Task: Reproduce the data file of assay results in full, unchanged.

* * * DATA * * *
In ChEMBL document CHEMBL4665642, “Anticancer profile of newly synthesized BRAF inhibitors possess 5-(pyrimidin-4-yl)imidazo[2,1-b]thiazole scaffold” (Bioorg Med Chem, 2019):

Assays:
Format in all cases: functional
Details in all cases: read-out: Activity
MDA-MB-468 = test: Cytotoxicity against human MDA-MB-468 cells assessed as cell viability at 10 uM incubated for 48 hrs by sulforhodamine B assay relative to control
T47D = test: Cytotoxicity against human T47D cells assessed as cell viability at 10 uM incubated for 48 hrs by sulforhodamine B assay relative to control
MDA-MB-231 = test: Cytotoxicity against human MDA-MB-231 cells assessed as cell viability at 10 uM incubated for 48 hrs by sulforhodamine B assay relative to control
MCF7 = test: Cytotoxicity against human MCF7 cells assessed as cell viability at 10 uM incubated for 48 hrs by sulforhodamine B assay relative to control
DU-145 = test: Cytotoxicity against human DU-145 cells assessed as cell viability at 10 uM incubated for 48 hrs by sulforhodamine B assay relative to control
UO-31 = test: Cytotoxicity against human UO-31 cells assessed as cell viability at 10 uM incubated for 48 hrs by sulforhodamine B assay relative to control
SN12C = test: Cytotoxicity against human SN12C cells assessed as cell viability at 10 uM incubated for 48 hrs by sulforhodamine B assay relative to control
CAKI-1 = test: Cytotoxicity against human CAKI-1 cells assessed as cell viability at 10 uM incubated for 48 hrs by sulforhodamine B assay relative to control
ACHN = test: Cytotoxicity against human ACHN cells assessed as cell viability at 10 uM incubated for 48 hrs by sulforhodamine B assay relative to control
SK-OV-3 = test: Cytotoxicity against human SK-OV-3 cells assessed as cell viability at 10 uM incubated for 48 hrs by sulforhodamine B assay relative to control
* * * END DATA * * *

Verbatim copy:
In ChEMBL document CHEMBL4665642, “Anticancer profile of newly synthesized BRAF inhibitors possess 5-(pyrimidin-4-yl)imidazo[2,1-b]thiazole scaffold” (Bioorg Med Chem, 2019):

Assays:
Format in all cases: functional
Details in all cases: read-out: Activity
MDA-MB-468 = test: Cytotoxicity against human MDA-MB-468 cells assessed as cell viability at 10 uM incubated for 48 hrs by sulforhodamine B assay relative to control
T47D = test: Cytotoxicity against human T47D cells assessed as cell viability at 10 uM incubated for 48 hrs by sulforhodamine B assay relative to control
MDA-MB-231 = test: Cytotoxicity against human MDA-MB-231 cells assessed as cell viability at 10 uM incubated for 48 hrs by sulforhodamine B assay relative to control
MCF7 = test: Cytotoxicity against human MCF7 cells assessed as cell viability at 10 uM incubated for 48 hrs by sulforhodamine B assay relative to control
DU-145 = test: Cytotoxicity against human DU-145 cells assessed as cell viability at 10 uM incubated for 48 hrs by sulforhodamine B assay relative to control
UO-31 = test: Cytotoxicity against human UO-31 cells assessed as cell viability at 10 uM incubated for 48 hrs by sulforhodamine B assay relative to control
SN12C = test: Cytotoxicity against human SN12C cells assessed as cell viability at 10 uM incubated for 48 hrs by sulforhodamine B assay relative to control
CAKI-1 = test: Cytotoxicity against human CAKI-1 cells assessed as cell viability at 10 uM incubated for 48 hrs by sulforhodamine B assay relative to control
ACHN = test: Cytotoxicity against human ACHN cells assessed as cell viability at 10 uM incubated for 48 hrs by sulforhodamine B assay relative to control
SK-OV-3 = test: Cytotoxicity against human SK-OV-3 cells assessed as cell viability at 10 uM incubated for 48 hrs by sulforhodamine B assay relative to control